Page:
On the relationship between justice and forgiveness: Are all forms of justice made equal?

Michael Wenzel, Tyler Okimoto

    Research output: Contribution to journalArticlepeer-review

    22 Citations (Scopus)

    Abstract

    This research investigates whether, following a wrongdoing, the restoration of justice promotes forgiveness. Three studies - one correlational recall study and two experimental scenario studies - provide evidence that while a restored sense of justice is overall positively related to forgiveness, forgiveness is highly dependent on the means of justice restoration being retributive (punitive) versus restorative (consensus-seeking) in nature. The findings showed that, overall, restorative but not retributive responses led to greater forgiveness. Although both retributive and restorative responses appeared to increase forgiveness indirectly through increased feelings of justice, for retributive responses these effects were counteracted by direct effects on forgiveness. Moreover, the experimental evidence showed that, while feelings of justice derived from restorative responses were positively related to forgiveness, feelings of justice derived from retributive responses were not.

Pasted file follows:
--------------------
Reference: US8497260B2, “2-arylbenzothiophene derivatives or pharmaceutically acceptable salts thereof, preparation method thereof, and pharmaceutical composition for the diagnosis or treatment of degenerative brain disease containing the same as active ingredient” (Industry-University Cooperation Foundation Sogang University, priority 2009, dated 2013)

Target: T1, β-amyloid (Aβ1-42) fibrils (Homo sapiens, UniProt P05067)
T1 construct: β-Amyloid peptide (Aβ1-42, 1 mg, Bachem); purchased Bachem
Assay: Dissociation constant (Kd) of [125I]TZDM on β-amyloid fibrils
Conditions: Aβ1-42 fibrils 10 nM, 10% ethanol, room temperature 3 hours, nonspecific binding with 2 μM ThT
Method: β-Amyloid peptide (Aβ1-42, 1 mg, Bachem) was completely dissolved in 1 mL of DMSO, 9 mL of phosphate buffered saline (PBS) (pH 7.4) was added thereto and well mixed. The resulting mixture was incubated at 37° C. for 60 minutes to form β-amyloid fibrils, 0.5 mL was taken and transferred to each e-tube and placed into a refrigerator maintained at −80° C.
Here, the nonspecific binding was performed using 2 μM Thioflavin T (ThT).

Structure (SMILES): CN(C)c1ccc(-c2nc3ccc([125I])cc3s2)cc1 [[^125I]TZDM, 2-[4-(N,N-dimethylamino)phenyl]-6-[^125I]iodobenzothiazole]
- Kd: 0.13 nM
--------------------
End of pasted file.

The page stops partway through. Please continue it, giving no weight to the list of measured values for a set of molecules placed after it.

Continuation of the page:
Original languageEnglish
    Pages (from-to)463-483
    Number of pages21
    JournalBritish Journal of Social Psychology
    Volume53
    Issue number3
    DOIs
    Publication statusPublished - 2014

    Fingerprint Dive into the research topics of 'On the relationship between justice and forgiveness: Are all forms of justice made equal?'. Together they form a unique fingerprint.

    Cite this